9 Early Warning Signs of Psoriatic Arthritis

Psoriatic arthritis (PsA) is a condition that affects around 30% of people who have psoriasis, a chronic skin condition (Singh et al., 2019). Early detection is important, as it can help people manage their condition and maintain their quality of life. 

This article will help answer the question, “What are the early warning signs of psoriatic arthritis?” and guide you through ways to prevent its development.

What Are the Early Warning Signs of Psoriatic Arthritis?

Spotting early warning signs of PsA is key to managing the disease. Let’s break down these symptoms:

1. Tiredness

Feeling very tired, even if you’ve had enough sleep, is one of the first signs of PsA. This isn’t just regular tiredness; it’s the kind that gets in the way of your daily life and can make you feel unwell.

2. Skin Issues

Psoriasis, a skin condition that shows up as red patches with silver scales, usually on the elbows, knees, or scalp, is often linked to PsA. If psoriasis runs in your family, you could be at a higher risk for PsA.

3. Swollen Fingers and Toes

If your whole fingers or toes are swollen, looking like sausages, it could be a sign of PsA. This is known as dactylitis and can happen even before you start feeling joint pain.

4. Stiff Joints

Your joints might feel stiff, especially when you wake up in the morning or if you’ve been sitting for a while. This can be an early sign of PsA and often comes with discomfort and difficulty moving.

5. Painful and Swollen Tendons

Tendons, the parts that connect muscles to bones, can become inflamed in PsA. This is called enthesitis and can lead to pain and swelling, especially in your heel, elbow, or other joints.

6. Eye Issues

Red, painful eyes, sensitivity to light, and blurry vision can be signs of an eye condition called uveitis, which is more common in people with PsA. Regular eye check-ups can help spot this early.

7. Changes in Your Nails

If your nails start to look different, with small dents (pitting) and ridges, or if the nail starts to separate from the skin underneath, it could be a sign of PsA. It’s easy to mistake these changes for a nail fungus.

9. Difficulty Moving

Trouble moving your joints due to swelling can be an early sign of PsA. This can affect any joint, but you might notice it more in your fingers, toes, and spine.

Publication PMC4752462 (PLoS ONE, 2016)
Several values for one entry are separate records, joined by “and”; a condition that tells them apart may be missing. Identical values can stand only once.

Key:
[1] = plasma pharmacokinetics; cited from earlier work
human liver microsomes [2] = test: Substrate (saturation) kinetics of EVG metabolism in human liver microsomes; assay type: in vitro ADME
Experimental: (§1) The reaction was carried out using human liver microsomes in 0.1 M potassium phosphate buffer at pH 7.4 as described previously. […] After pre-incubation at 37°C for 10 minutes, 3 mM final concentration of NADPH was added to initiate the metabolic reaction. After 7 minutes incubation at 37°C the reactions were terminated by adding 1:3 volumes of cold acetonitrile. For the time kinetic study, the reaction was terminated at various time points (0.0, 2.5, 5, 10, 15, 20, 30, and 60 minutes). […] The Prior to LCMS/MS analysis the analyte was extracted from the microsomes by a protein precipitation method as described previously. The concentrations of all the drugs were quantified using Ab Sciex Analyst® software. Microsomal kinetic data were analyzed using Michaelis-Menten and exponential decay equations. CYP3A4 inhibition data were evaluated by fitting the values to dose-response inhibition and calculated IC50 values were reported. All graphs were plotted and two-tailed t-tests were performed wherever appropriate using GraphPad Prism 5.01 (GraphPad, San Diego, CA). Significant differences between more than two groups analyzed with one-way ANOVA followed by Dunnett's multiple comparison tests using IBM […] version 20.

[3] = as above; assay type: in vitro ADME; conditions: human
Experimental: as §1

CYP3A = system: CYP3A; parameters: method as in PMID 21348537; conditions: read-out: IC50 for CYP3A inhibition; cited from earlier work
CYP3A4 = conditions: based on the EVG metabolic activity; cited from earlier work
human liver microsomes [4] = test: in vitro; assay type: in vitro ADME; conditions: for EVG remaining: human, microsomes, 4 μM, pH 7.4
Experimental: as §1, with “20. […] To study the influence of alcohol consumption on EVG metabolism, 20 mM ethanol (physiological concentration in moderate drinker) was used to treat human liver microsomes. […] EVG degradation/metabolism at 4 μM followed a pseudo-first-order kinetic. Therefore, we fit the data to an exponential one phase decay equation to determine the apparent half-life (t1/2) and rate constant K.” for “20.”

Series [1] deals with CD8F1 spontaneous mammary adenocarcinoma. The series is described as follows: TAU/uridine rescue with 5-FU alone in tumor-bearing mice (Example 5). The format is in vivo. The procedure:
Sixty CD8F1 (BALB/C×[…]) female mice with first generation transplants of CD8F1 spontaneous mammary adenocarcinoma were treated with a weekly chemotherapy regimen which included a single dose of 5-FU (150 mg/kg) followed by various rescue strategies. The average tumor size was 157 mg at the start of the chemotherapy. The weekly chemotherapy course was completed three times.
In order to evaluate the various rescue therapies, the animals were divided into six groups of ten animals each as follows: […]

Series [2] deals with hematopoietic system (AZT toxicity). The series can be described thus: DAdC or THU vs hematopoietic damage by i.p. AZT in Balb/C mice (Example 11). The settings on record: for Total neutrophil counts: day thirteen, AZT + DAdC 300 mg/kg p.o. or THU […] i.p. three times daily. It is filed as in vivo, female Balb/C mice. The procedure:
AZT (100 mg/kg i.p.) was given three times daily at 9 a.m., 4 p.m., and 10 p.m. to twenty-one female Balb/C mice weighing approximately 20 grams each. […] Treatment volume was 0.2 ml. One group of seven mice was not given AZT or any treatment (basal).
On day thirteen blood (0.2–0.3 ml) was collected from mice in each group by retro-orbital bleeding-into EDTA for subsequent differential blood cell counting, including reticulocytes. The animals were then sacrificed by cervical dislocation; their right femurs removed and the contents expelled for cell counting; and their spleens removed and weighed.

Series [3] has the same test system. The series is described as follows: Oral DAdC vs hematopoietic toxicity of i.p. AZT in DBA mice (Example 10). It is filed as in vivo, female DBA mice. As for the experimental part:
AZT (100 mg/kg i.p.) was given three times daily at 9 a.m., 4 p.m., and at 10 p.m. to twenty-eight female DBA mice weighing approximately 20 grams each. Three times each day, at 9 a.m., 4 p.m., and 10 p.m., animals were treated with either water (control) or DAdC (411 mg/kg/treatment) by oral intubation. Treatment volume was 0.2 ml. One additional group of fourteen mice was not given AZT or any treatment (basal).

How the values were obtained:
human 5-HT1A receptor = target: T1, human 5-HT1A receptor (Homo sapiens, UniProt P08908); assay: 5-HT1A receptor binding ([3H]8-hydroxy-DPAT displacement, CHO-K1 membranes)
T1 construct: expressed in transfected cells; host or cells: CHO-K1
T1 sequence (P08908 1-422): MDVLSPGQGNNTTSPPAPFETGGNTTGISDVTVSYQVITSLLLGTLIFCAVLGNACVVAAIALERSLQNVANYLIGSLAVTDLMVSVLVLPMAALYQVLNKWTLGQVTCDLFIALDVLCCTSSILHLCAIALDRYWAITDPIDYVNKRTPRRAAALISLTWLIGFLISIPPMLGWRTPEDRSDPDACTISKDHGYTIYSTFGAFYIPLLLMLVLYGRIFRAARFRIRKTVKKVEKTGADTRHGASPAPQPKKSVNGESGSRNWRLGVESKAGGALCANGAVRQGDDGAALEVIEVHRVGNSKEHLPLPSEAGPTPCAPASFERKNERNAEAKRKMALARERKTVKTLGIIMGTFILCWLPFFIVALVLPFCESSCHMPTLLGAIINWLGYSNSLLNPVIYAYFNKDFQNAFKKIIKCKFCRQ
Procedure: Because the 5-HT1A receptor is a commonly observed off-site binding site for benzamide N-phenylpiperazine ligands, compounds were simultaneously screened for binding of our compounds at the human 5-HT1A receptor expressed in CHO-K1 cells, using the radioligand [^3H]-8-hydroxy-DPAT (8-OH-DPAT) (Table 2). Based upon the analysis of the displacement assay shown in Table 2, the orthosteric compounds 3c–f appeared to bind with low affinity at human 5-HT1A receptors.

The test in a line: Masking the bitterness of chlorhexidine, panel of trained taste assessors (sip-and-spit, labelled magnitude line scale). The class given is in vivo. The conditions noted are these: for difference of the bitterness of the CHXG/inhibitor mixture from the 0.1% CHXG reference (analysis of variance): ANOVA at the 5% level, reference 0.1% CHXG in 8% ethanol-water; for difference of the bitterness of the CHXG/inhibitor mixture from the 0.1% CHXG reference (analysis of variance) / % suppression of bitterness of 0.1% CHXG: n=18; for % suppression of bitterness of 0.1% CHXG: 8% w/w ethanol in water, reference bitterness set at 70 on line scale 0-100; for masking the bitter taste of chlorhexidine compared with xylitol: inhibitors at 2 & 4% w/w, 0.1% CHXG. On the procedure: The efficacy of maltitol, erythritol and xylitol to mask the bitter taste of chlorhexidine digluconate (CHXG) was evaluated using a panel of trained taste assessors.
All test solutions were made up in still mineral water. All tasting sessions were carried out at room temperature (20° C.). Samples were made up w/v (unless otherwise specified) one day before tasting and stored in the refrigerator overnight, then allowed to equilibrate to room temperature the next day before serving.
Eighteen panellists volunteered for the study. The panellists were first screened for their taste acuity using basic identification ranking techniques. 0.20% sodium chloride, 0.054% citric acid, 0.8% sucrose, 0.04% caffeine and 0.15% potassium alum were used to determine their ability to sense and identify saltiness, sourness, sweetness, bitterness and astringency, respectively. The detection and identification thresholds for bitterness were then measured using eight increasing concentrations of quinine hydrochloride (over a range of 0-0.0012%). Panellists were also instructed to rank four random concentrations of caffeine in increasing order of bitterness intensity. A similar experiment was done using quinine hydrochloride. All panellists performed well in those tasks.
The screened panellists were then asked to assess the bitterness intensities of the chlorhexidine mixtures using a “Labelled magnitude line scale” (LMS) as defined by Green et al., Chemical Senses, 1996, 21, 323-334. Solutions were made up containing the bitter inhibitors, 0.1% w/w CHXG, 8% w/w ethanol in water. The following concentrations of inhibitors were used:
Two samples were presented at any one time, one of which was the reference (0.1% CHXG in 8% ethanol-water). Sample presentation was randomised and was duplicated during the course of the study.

9. Lower Back Pain

Stiffness and pain in the lower back, butt, or neck could be signs of a type of arthritis that affects the spine, called spondylitis. This condition is more common in people with PsA and can make moving around difficult, affecting your daily life.

Preventing Psoriatic Arthritis

While you can’t completely avoid PsA, you can take steps to lessen its severity or slow its progression. Simple changes like maintaining a healthy weight, not smoking, limiting alcohol, and regular exercise can help.


  1. Smoking doubles the risk of developing PsA if you already have psoriasis (Li et al., 2012).
  2. Drinking too much alcohol also increases your risk (Rathmann et al., 2020).
  3. Each unit increase in Body Mass Index means a 5% increased risk of PsA (Love et al., 2012).


1. What Causes Psoriatic Arthritis?

Psoriatic Arthritis, or PsA, can happen because of a mix of your genes, your body’s immune response, and things in your environment. Certain genes can make you more likely to get PsA. But not everyone with these genes gets it. So, other factors like getting sick or hurt might also make PsA more likely to happen.

2. How Is Arthritis Diagnosed?

To find out if you have arthritis, including PsA, doctors look at your medical history and do a physical check-up. They also do lab tests and take images of your body, like X-rays or MRIs. There’s no single test that can confirm you have PsA. Often, doctors need to rule out other kinds of arthritis to confirm it’s PsA.

3. How Is Psoriatic Arthritis Different From Other Types Of Arthritis?

PsA is similar to other types of arthritis, but there are a few differences. If you have psoriasis (a skin condition), specific joint issues, or certain features seen in imaging studies, these could point to PsA. These features help doctors tell PsA apart from other conditions like rheumatoid arthritis or osteoarthritis.

4. What Is The Most Effective Medication For Arthritis?

The best medicine for arthritis, including PsA, depends on how severe your symptoms are, how many joints are affected, and your overall health. Some common medicines are anti-inflammatory drugs (NSAIDs), steroids, disease-altering drugs (DMARDs), and biological agents. The best medicine can vary from person to person, so you should discuss this with your healthcare provider.


Knowing the early warning signs of psoriatic arthritis is key to managing the disease. Remember to have regular check-ups, make lifestyle changes, and follow your treatment plan to manage the condition and improve your life quality.


  1. Singh, J. A., Ogdie, A., Guyatt, G., Gladman, D. D., Deodhar, A., Deal, C., & Marchetta, P. (2019). Treatment of Psoriatic Arthritis. National Psoriasis Foundation Guideline. Arthritis & Rheumatology, 71(1), 5-32.
  2. Li, W., Qureshi, A. A., Han, J. (2012). Obesity & risk of incident psoriatic arthritis in women, 71(8), 1267-1272.
  3. Rathmann, W., Kostev, K., Gruenberger, J. B., Dworak, M., Bongaerts, B., & Rathmann, I. (2020). Association of psoriasis and psoriatic arthritis with osteoporosis and pathological fractures in Germany: a matched-pair analysis. Journal of the European Academy of Dermatology and Venereology, 34(8), 1830-1837.
  4. Zhu, Y., Love, T. J., Zhang, Y., Wall-Burns, Gelfand, J. M., L., Ogdie, A., & Choi, H. K. (2012). Obesity and the risk of psoriatic arthritis: a population-based study. Annals of the rheumatic diseases, 71(8), 1273-1277.

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